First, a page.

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Chicago: Nobody Wins Until (White) Parents Trust Schools

Michelle Rhee is calling the Chicago contract a "missed opportunity," and indeed it was a bungled job in many regards.  However, it's worth remembering that StudentsFirst never liked SB7, the deal underlying this contract, which was agreed to before SF got to Illinois.    And this Sun Times breakdown notes that outside reform groups weren't as influential as they might have expected given their role in SB7. Boo hoo for them.

image from scholasticadministrator.typepad.comCatalyst notes several union wins as well -- a three year contract, a minimum role for student achievement in teacher evaluations. This WSJ article also notes that Emanuel didn't get nearly as much as Denver or DC did in their recent negotiations.  But NCTQ is taking a more balanced view, describing it as "generally moving the district in the right direction" thanks to the longer day and year and the evaluation pieces. Click below for their breakdown.

And as I did in a previous post on my Chicago blog (Stupid Strike), NCTQ also notes that school closings and budget issues may have more to do with whether Chicago improves than the contract provisions.     

This is the issue that folks only now seem to be waking up to -- that Chicago is going to have to continue to downsize unless it makes its schools good enough for white, college educated parents in particular to stay in town and trust their kids to Chicago schools.  Very roughly speaking, only about one of three white Chicago families sends its kids to CPS.

At the end, CTU head Karen Klein  Lewis seemed to be clear about this as well: "We couldn’t solve all the problems of the world with one contract, and that it was time to suspend the strike."

image from www.nctq.org


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Here in San Francisco, parent advocates have done a lot of work convincing middle-class families (who are predominantly Asian and white in our city) to trust our public schools. Some have been known to sneer at this as "gentrification," but it DOES matter.

All children benefit when the public schools aren't ghettoized and disdained as a last resort for the dark-skinned, desperate and downtrodden.

Demographics show that we've had considerable success in San Francisco. And as a veteran of this issue, I can attest that anecdotally the culture has changed. The white middle-class attitude used to hold that it was bad parenting to put your child in an SFUSD school unless it was one of a small handful of trophy schools. Now the white middle-class culture holds that it's elitist and possibly racist not to take our public schools seriously, and to at least make a show of weighing them even for those who do (often, now, a bit sheepishly) go private. And most local officials get at least some questioning about what schools they've sent their own kids to, and get put on the defense a bit if they've gone private.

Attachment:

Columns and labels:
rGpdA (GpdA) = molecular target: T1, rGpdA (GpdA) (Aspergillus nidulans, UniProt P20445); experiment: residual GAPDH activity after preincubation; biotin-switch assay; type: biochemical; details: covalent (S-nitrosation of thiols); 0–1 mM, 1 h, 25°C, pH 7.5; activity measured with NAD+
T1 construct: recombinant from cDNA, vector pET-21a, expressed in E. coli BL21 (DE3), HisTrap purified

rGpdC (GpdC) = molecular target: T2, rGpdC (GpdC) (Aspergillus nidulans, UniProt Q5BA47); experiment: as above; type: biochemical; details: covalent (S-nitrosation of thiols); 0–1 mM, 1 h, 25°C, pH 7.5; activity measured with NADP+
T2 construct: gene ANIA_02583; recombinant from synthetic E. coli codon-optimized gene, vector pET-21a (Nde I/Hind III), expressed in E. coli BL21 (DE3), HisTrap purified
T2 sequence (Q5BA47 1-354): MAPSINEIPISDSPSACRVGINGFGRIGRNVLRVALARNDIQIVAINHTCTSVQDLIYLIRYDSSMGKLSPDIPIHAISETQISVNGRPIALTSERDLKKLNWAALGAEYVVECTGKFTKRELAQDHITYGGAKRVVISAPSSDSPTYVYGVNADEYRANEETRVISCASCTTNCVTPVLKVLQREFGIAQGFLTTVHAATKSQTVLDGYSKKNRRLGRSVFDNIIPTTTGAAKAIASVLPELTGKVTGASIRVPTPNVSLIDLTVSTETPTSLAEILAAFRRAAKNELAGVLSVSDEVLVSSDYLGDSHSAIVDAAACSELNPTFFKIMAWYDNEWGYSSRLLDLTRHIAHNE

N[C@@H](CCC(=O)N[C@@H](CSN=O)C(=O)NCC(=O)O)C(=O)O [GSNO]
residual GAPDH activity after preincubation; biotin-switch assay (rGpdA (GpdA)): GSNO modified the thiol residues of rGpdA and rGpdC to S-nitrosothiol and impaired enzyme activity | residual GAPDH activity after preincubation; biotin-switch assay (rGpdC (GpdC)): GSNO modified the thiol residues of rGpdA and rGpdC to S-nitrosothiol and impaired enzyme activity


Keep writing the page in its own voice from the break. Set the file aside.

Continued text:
From afar, it sounds like some of the things Chicago teachers fought for and won are exactly the things white middle-class parents generally want in their children's schools -- including arts, music, P.E. and adequate special education teachers.

White middle-class parents often DON'T want a longer school day, in fact. There's a limit to the length of time normal children can be focused on classroom lessons, and parents who have the resources and child care want their children out of school, engaged in activities or just given time to read, play and dream. That's tougher for low-income parents who have to struggle with child care and unsafe communities, But it's unpleasant to picture low-income children still sitting up straight at their desks chanting their "reform"-prescribed scripted lessons for extended hours while middle-class kids are taking music lessons, doing art projects or lying on the grass staring at the clouds.

The kind of bare-bones, "no excuses" schools that so-called "reformers" want for other people's (dark-skinned) children are not the kind of schools that middle-class parents want. It sounds to me like the Chicago teachers fought for the kind of schools that are at least somewhat more like the so-called "reformers' " children's enriched private schools. That's what's more likely to attract middle-class parents.

You may be naive to think the lack of trust caucasian parents have in CPS schools is due to teachers or the system. Stone, Blaine, Peterson,
and many other CPS schools do just fine in this regard. The trust depends upon the ethnicity of other students attending the school and the neighborhood where the school is located.

I was just coming here to say that! White parents want their kids to go to school with other kids who have roughly equivalent abilities and parents who care about their progress. It's not about trust. They don't leave the city because of the schools, but because of the populations.

If districts want white and Asian parents to leave their kids in city schools, they have to track ruthlessly and draw school lines based on income. And both of those options will get them sued.

Which is why the really interesting work in keeping white/asian parents' trust is happening in the suburbs in places like California, where there are quite a few poor people that whites can't afford to move away from.

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